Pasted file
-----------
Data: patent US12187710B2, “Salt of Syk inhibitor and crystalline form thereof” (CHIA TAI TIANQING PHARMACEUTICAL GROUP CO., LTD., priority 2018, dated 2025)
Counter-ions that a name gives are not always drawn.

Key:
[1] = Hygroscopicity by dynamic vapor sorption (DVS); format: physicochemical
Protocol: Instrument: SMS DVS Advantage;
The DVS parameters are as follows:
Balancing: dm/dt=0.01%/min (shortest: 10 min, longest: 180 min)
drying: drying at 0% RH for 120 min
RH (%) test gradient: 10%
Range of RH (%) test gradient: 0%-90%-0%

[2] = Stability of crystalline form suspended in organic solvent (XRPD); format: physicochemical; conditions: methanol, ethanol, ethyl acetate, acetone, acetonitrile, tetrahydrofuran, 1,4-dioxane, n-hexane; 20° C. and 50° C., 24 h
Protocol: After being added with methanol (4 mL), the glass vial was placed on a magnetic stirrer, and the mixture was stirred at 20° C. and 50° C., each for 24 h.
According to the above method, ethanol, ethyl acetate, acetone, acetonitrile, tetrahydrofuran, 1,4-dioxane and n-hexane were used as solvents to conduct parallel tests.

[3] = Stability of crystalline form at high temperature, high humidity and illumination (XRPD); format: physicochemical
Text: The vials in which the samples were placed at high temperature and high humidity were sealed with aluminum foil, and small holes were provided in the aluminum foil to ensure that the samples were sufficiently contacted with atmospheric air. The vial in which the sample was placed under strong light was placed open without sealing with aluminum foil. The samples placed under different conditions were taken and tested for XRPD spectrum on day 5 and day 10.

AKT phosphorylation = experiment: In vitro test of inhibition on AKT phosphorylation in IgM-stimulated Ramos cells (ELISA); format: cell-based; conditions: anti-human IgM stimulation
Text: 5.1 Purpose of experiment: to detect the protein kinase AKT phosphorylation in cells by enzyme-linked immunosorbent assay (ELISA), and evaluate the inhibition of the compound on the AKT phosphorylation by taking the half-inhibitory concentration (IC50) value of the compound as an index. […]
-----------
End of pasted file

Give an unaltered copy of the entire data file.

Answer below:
Data: patent US12187710B2, “Salt of Syk inhibitor and crystalline form thereof” (CHIA TAI TIANQING PHARMACEUTICAL GROUP CO., LTD., priority 2018, dated 2025)
Counter-ions that a name gives are not always drawn.

Key:
[1] = Hygroscopicity by dynamic vapor sorption (DVS); format: physicochemical
Protocol: Instrument: SMS DVS Advantage;
The DVS parameters are as follows:
Balancing: dm/dt=0.01%/min (shortest: 10 min, longest: 180 min)
drying: drying at 0% RH for 120 min
RH (%) test gradient: 10%
Range of RH (%) test gradient: 0%-90%-0%

[2] = Stability of crystalline form suspended in organic solvent (XRPD); format: physicochemical; conditions: methanol, ethanol, ethyl acetate, acetone, acetonitrile, tetrahydrofuran, 1,4-dioxane, n-hexane; 20° C. and 50° C., 24 h
Protocol: After being added with methanol (4 mL), the glass vial was placed on a magnetic stirrer, and the mixture was stirred at 20° C. and 50° C., each for 24 h.
According to the above method, ethanol, ethyl acetate, acetone, acetonitrile, tetrahydrofuran, 1,4-dioxane and n-hexane were used as solvents to conduct parallel tests.

[3] = Stability of crystalline form at high temperature, high humidity and illumination (XRPD); format: physicochemical
Text: The vials in which the samples were placed at high temperature and high humidity were sealed with aluminum foil, and small holes were provided in the aluminum foil to ensure that the samples were sufficiently contacted with atmospheric air. The vial in which the sample was placed under strong light was placed open without sealing with aluminum foil. The samples placed under different conditions were taken and tested for XRPD spectrum on day 5 and day 10.

AKT phosphorylation = experiment: In vitro test of inhibition on AKT phosphorylation in IgM-stimulated Ramos cells (ELISA); format: cell-based; conditions: anti-human IgM stimulation
Text: 5.1 Purpose of experiment: to detect the protein kinase AKT phosphorylation in cells by enzyme-linked immunosorbent assay (ELISA), and evaluate the inhibition of the compound on the AKT phosphorylation by taking the half-inhibitory concentration (IC50) value of the compound as an index. […]